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Neel Nanda

3738 karmaJoined Nov 2019neelnanda.io

Bio

I lead the DeepMind mechanistic interpretability team

Comments
278

I'd be curious to hear your or Emma's case for why it's notably higher impact for a forum reader to donate via the campaign rather than to New Incentives directly (if they're inclined to make the donation at all)

To me this post ignores the elephant in the room: OpenPhil still has billions of dollars left and is trying to make funding decisions relative to where they think their last dollar is. I'd be pretty surprised if having the Wytham money liquid rather than illiquid (or even having £15mn out of nowhere!) really made a difference to that estimate.

It seems reasonable to argue that they're being too conservative, and should be funding the various things you mention in this post, but also plausible to me that they're acting correctly? More importantly, I think this is a totally separate question to whether to sell Wytham,and requires different arguments. Eg I gather that CEEALAR has several times been considered and passed over for funding before, I don't have a ton of context for why, but that suggests to me it's not a slam dunk re being a better use of money.

I also work at Google, and a surprising amount of people (including EAs) aren't aware of the substantial annual donation match! I only noticed by happenstance.

I didn't know there were useful tools online for this, I agree this seems like a great thing for EA orgs/charities to have on their website if it's easy to do

It still seems like a mistake to not point out to people that they can substantially increase their donation and thus lives saved, even if it doesn't count towards the pledge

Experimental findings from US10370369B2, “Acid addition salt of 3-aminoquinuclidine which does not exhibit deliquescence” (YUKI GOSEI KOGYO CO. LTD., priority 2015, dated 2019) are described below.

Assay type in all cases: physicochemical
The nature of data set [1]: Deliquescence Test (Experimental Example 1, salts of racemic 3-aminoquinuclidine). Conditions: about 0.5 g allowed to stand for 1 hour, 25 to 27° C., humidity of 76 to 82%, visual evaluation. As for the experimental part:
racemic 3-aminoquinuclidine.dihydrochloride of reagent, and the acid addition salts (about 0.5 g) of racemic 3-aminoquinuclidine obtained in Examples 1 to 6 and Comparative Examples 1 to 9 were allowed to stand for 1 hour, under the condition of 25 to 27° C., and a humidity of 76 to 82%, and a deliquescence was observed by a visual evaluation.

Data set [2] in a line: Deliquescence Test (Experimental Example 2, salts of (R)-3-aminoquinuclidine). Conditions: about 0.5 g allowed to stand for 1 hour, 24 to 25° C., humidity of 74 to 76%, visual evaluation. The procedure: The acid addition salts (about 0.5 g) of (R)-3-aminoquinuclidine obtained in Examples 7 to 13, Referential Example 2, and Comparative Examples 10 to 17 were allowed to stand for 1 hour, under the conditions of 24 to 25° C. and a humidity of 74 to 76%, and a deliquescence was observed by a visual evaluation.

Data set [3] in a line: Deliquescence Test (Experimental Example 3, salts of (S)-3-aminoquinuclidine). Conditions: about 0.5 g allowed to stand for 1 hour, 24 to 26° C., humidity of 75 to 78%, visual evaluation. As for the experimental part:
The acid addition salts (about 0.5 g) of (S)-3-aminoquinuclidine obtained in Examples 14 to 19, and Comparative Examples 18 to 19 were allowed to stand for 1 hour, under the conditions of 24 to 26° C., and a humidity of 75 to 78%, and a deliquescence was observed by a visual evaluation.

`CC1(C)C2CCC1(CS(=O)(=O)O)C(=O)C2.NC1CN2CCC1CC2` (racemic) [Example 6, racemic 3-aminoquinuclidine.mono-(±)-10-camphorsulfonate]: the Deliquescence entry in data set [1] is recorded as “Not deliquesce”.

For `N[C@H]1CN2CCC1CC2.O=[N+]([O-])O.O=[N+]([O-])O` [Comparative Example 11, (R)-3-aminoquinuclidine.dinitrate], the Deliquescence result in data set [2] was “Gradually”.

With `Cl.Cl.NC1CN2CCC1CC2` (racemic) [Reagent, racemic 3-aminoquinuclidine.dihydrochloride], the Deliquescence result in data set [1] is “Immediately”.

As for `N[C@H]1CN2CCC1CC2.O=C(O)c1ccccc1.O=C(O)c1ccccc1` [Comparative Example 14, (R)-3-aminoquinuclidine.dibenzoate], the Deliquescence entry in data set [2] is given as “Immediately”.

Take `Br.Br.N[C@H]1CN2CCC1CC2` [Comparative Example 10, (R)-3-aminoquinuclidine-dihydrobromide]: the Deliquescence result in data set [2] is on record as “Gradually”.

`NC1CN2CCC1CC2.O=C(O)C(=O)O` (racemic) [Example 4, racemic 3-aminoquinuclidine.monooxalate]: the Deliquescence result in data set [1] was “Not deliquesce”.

I think in hindsight the response (with the information I think the board had) was probably reasonable

Reasonable because you were all the same org, or reasonable even if EA Funds was its own org

Maybe it would have been cleaner if it wasn't about Ben, though I don't think a hypothetical person would have made the lesson as clear, and if Ben wasn't fair game for having written that article, I don't know who would be.

Thanks! This line in particular changed my mind about whether it was retributive, I genuinely can't think of anyone else it would be appropriate to do this for

They were shocked at his lack of concern for her suffering and confirmed that he would probably really hurt her career if she came forward with her information.

Re-reading that section, it was surprisingly consistent with that interpretation, but this line seems to make no sense if it's about Kat's experience - if the trauma is publishing the previous post then "probably really hurt her career if she came forward with her information" does not make sense because the trauma was a public event

I also think orgs generally should have donor diversity and more independence, so giving more funding to the orgs that OP funds is sometimes good.

I'd be curious to hear more about this - naively, if I'm funding an org, and then OpenPhil stops funding that org, that's a fairly strong signal to me that I should also stop funding it, knowing nothing more. (since it implies OpenPhil put in enough effort to evaluate the org, and decided to deviate from the path of least resistance)

Agreed re funding things without a track record, that seems clearly good for small donors to do, eg funding people to do independent research or start a small new research group, if you believe they're promising

Yeah, that intermediate world sounds great to me! (though a lot of effort, alas)

Ah, gotcha. If I understand correctly you're arguing for more of a "wisdom of the crowds" analogy? Many donors is better than a few donors.

If so, I agree with that, but think the major disanalogy is that the big donors are professionals, with more time experience and context, while small donors are not - big donors are more like hedge funds, small donors are more like retail investors in the efficient market analogy

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